fri 24/05/2019

Long Shot review - semi-hilarious odd couple romcom | reviews, news & interviews

Long Shot review - semi-hilarious odd couple romcom

Long Shot review - semi-hilarious odd couple romcom

Attracted opposites Theron and Rogen are audaciously anarchic, eventually

All the President's idiots: Tom (Ravi Patel), Maggie (June Diane Raphael), Fred (Seth Rogen) and Charlotte (Charlize Theron)

This is a romcom of two radically different halves, vaulting so dizzyingly from insultingly unbearable to daringly hilarious that walking in half-way through becomes a viable option.

It begins as a grim case study of the patriarchal odd couple, as schlubby gonzo journalist Fred Flarsky (Seth Rogen) becomes the unlikely speechwriter then unbelievable lover of immaculate presidential hopeful Charlotte Field (Charlize Theron). Hollywood’s touching interest in improving nature’s stacked odds against such coupling noticeably dims when the genders are reversed.

The flat cinematography, jolly synth burbles signifying comedy and unlikely co-stars unpleasantly recall Touchstone Pictures’ tacky 1980s vehicles for Bette Midler and Richard Dreyfuss. Occasional funny lines expire in a vacuum of unnatural behaviour, hardly improved by the arrival of Fred’s black best friend (O’Shea Jackson Jr., pictured below right), Charlotte’s amusing Indian assistant (Ravi Patel) and a cameo by Boyz II Men. As Rogen ramps up his grating-voiced shtick to viscerally unappealing levels, the saddest sight of all is the great Theron being wasted as a powerful politician with the glazed, seductive persona of the sort of bland blonde movie star she’s never been.O'Shea Jackson Jr. and Seth Rogen in Long ShotAnd yet, the eventual redemption of these mismatched lovers is also experienced by the viewer. The first, funny sex scene loosens everything up, revealing Theron and Rogen’s genuine chemistry, and rendering the tired beauty and the beast routine redundant as their relationship clearly works. Drugs further confirm surprisingly compatible comic skills, as Charlotte is dragged from MDMA-enhanced clubbing to tackle an international crisis with stoned sang-froid. The political calculation behind her earlier frozen beauty cracks, reducing her looks’ importance as much as his. Her ruthless Chief of Staff Maggie (June Diane Raphael), who shows Fred’s potential drag on Charlotte’s career by test-polling her dating a sack of potatoes, starts to seem a touch harsh.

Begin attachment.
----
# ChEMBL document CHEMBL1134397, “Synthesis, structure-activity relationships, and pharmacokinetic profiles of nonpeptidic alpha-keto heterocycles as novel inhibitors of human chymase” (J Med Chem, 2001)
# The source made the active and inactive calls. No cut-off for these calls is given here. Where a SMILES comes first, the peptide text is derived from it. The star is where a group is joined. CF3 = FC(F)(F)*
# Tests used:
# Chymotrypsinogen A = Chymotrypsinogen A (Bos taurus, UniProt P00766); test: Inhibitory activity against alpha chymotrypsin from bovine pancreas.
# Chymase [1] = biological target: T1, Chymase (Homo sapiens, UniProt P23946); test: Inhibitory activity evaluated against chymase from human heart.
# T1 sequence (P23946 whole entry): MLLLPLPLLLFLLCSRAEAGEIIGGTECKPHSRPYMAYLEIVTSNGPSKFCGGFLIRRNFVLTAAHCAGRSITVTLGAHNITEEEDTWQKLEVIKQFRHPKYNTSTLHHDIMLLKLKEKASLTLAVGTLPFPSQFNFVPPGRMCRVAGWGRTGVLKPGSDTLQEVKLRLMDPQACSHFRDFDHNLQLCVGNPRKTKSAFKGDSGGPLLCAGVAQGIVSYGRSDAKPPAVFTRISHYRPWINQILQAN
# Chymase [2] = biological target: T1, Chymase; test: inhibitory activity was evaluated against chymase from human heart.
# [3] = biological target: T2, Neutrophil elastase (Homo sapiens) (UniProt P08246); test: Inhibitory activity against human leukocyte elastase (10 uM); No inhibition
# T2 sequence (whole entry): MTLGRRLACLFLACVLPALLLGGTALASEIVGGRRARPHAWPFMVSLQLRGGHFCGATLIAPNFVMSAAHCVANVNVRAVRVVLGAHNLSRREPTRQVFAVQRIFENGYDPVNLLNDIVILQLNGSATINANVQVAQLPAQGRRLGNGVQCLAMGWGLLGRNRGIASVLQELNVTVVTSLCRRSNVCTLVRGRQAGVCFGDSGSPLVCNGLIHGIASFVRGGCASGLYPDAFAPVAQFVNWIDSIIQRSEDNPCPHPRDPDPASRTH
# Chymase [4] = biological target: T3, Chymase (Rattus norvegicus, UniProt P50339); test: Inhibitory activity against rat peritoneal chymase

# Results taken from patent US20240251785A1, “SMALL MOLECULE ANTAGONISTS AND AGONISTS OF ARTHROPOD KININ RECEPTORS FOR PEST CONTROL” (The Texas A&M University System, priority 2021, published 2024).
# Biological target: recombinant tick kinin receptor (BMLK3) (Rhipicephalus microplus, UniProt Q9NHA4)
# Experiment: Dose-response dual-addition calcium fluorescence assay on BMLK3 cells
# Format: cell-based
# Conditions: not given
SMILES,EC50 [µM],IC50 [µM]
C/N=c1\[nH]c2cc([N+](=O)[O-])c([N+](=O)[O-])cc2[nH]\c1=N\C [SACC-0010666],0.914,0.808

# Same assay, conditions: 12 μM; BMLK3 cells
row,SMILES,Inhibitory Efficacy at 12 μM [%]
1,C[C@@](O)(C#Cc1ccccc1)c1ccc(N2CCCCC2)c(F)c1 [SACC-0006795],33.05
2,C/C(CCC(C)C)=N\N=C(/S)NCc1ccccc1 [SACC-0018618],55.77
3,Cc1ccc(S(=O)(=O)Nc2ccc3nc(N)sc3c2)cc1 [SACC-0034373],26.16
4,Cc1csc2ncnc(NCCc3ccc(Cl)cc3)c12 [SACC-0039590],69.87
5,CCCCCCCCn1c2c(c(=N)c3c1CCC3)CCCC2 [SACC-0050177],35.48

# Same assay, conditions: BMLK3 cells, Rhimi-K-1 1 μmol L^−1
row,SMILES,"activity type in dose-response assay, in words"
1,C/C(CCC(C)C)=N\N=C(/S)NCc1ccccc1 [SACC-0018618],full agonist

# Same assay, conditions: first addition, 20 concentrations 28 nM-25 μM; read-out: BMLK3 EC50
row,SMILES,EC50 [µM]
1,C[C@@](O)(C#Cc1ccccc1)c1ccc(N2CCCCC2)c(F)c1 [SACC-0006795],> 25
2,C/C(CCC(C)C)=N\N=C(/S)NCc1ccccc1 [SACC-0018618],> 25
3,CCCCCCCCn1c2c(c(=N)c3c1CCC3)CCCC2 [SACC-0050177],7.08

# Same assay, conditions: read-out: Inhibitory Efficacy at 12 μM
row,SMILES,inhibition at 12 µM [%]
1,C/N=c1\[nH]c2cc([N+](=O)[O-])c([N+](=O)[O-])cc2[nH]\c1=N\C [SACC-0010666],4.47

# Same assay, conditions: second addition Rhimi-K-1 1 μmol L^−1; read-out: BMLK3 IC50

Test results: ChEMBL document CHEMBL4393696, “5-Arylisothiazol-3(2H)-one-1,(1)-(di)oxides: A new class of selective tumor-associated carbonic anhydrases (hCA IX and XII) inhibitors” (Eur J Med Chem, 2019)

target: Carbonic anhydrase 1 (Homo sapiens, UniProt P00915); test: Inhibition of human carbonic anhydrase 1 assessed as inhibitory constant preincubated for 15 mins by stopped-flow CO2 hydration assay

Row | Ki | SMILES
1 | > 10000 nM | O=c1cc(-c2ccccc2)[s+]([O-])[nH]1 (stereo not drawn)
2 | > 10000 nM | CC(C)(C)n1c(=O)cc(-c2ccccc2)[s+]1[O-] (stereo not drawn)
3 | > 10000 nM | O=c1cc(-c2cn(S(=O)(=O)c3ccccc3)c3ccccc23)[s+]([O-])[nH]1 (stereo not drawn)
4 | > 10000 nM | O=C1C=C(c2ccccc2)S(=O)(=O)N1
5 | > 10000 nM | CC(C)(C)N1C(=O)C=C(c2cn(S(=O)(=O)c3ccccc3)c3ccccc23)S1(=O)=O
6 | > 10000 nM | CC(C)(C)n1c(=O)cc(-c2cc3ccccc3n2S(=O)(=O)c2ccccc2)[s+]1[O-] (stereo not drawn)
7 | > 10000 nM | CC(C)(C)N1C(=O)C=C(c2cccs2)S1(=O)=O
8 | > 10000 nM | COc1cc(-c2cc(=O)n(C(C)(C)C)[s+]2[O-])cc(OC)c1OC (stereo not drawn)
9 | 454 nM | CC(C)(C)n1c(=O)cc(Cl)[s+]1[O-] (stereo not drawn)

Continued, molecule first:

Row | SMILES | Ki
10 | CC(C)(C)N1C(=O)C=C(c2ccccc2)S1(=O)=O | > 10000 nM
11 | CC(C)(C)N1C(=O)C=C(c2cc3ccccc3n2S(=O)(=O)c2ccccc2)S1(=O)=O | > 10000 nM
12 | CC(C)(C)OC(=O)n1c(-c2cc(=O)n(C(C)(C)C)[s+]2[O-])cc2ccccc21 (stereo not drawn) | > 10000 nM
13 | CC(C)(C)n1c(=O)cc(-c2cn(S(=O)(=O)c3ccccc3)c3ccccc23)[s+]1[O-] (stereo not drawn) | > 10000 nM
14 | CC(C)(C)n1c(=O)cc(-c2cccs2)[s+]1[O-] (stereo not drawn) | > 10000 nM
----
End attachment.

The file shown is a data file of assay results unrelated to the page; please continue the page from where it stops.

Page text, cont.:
All the earlier meeting-cute is anyway a tortuous preamble – or, viewed generously, an elaborate front – for a third act which audaciously lets rip. Jonathan Levine (who directed Rogen in the more serious 50/50) marshals manic energy for scenes of bedroom and political farce, cinematographer Yves Bélanger floods his formerly grey palette with colour, and co-writers Dan Sterling (The Daily Show) and Liz Hannah (Spielberg’s journalism paean The Post) trample taboos.Ravi Patel, Seth Rogen and Charliza Theron in Long ShotSperm gets its best sight-gag since There’s Something About Mary. The sharpened dialogue even spreads to O’Shea Jackson Jr., the eerie, charming spit of his dad Ice Cube, as he muses that his pal Fred might like to hook up with Taylor Swift next. Asked what they’d have in common, he dreamily replies: “You’re both white. You haven’t got a care in the world.”

A film which appeared cluelessly reactionary ends up proudly flaunting its creators’ liberal credentials, as Theron joins a long list of dream Democrat Presidents. She differs from the noble likes of Martin Sheen not only in her gender but her sexual frankness, as she campaigns with a man who has become a notorious porn and drug fiend on her arm. The slick, entitled sheen we've come to expect of our rulers is replaced by dishevelled, regular behaviour capable of empathy with the ruled. Much as Fred’s frog turns into a prince, Long Shot becomes briefly, exhilaratingly revolutionary.

The first, funny sex scene loosens everything up, revealing Theron and Rogen’s genuine chemistry

rating

Editor Rating: 
3
Average: 3 (1 vote)

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